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Artificial Intelligence promises to change the world – yet the current implementations are substantially constrained and still a long way from replicating human intelligence. How can we make the best use of the technology?

AI is good at somethings – but currently very poor at others. I characterise current AI as being good at making constrained atomic decisions based on extended learning. What this means in practice is that AI is good at things like language translation – it can take a sentence and generally convert it with reasonable accuracy. It is extremely poor though at writing books or poetry. Similarly it is able to make medical diagnosis based on a collection of evidence, yet I would not be able to talk to the AI about treatment plans or managing my disease.

The nature of AI means it will continue to dominate in the space of constrained atomic decisions – these are short term and relatively straightforward (atomic), constrained (within a specific domain) and learned (where we have volumes of both input and output data to train the AI).

At this point AI can’t explain its own decisions. Training AI is an art where the analyst needs to define the right abstractions at each layer of the deep learning model, and also prune out anomalies where the AI can be over-trained to the input data and fails to work well with new inputs. The analyst can’t always explain why the AI made a particular decision – the training is far too complex and specifically avoids logical induction in favour of data driven decisions. In most cases we as humans expect logical induction/deduction to explain something.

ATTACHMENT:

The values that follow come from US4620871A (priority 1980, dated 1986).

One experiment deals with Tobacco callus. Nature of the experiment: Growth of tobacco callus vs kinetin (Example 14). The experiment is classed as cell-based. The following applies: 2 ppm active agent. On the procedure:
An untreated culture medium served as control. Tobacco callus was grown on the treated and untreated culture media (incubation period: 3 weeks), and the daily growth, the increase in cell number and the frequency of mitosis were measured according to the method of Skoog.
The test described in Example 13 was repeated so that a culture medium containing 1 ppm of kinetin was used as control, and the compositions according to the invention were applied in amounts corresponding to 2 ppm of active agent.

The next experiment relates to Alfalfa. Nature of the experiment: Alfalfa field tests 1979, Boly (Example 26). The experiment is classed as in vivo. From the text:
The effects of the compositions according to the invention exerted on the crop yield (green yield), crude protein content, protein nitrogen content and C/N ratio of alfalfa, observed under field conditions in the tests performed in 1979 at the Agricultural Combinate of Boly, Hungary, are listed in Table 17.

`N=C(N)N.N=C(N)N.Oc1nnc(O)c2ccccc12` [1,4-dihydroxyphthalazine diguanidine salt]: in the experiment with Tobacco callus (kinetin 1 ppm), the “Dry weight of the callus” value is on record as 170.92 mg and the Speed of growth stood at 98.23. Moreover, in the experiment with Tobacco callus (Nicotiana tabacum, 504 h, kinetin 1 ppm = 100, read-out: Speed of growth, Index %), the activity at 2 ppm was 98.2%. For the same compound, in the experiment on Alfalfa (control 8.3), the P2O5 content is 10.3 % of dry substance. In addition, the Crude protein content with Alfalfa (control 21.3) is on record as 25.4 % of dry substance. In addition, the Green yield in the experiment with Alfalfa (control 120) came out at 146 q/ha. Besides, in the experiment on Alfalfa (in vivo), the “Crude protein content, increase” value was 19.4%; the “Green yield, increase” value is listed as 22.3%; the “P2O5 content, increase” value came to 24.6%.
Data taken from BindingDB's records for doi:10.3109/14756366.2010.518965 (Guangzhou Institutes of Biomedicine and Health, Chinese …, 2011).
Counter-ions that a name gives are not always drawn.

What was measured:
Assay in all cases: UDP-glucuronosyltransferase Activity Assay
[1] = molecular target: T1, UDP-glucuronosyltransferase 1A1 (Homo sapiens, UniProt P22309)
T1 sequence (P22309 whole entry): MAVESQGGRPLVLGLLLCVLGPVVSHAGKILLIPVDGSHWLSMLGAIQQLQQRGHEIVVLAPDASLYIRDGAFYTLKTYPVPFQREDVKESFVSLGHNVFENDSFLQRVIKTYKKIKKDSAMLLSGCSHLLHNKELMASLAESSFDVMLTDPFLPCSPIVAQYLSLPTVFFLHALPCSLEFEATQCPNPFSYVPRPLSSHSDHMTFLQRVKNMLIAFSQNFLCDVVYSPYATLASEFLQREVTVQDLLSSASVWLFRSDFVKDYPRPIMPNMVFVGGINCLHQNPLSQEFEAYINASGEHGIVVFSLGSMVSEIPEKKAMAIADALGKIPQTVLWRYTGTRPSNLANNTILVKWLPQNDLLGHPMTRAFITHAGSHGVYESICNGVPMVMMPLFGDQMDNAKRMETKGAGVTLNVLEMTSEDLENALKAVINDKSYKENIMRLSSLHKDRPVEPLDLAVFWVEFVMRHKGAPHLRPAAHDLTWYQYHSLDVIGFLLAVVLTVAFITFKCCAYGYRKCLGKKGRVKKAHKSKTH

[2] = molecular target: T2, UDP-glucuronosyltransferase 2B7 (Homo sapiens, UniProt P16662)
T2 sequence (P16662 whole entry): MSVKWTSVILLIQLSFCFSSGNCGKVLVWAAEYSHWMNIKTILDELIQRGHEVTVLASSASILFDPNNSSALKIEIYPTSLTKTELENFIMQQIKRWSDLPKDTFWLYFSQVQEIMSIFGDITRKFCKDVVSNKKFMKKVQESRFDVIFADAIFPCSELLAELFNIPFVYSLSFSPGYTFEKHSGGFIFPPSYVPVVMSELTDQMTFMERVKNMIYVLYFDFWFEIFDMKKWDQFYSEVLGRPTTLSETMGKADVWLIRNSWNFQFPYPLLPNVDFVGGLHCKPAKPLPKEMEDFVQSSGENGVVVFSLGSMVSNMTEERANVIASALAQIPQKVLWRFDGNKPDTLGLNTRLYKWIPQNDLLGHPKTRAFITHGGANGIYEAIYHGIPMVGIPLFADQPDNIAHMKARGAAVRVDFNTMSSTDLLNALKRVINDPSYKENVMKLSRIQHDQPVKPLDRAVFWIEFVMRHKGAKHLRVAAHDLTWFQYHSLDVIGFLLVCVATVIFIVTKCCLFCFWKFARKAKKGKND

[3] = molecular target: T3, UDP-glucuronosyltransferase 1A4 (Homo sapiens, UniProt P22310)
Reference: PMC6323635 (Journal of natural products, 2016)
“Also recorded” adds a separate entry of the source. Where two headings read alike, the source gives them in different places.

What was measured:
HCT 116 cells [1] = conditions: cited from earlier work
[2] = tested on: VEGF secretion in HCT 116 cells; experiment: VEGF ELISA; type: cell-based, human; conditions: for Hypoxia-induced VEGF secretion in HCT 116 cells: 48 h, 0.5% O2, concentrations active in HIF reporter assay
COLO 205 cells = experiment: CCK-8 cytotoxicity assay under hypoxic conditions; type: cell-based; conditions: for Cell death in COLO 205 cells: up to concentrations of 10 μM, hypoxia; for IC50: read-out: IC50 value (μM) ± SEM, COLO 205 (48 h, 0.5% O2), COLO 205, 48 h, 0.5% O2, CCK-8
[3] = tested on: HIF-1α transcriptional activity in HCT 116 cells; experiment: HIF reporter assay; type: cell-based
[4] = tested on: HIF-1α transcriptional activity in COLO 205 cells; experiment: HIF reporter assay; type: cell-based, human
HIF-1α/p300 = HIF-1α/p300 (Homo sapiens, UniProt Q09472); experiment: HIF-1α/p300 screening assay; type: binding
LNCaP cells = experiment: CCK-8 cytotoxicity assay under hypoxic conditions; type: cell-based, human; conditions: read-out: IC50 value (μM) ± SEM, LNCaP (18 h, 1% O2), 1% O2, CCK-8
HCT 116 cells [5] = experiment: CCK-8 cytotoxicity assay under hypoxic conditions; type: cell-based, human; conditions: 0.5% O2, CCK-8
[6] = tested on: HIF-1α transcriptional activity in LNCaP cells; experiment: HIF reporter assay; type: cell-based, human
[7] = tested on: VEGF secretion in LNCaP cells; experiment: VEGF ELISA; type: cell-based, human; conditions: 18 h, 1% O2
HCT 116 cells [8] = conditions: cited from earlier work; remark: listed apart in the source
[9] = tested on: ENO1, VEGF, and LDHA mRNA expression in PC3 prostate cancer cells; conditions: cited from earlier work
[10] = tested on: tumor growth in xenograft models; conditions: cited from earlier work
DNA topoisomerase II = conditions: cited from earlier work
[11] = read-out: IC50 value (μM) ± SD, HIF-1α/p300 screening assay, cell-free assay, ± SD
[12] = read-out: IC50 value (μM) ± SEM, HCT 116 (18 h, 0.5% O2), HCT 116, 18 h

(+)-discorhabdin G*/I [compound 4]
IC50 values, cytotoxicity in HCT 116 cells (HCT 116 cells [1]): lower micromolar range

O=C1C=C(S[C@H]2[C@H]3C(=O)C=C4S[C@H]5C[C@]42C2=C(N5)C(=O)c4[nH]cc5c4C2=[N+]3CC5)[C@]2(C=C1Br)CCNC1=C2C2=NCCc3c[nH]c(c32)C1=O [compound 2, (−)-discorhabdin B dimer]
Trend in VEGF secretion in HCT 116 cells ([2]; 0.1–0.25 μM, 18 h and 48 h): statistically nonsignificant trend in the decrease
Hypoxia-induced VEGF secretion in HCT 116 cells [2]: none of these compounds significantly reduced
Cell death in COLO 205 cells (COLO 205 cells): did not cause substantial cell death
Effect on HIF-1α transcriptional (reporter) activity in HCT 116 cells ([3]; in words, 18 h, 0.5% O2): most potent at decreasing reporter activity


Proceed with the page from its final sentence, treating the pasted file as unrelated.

AI is an attempt to replicate human thought – and there are some specific considerations that mean this is much more challenging. Firstly, our brains are much more complex than any deep learning AI – we have many more neurons and it will be at least 20 years before we could get close to matching our brain neuron capacity. Secondly, the structure in our brains is still poorly understood – we have only just discovered extended neural links that connect across various parts of our brains in ways we did not know a few years ago. Thirdly, it is hypothesised that our brains may actually work on a quantum level – meaning that any neural simulation model will always come up short.

Interestingly our own brains work to ‘logically justify’ decisions even when those decisions are clearly influenced or not based on inductive or deductive logic. This self-actualisation may be unique to humans and our own self-awareness and consciousness, but it appears that the explainability of our decisions is foundational to our psyche.

AI is set to change our world enormously – yet we are not ready to embrace and govern this change in society. AI is open to abuse and bias that we may not understand until its too late and does significant damage. We clearly need to embrace this innovation – but need to make sure we put in the controls to protect us.

See this post on LinkedIn: Do we really understand artificial intelligence?

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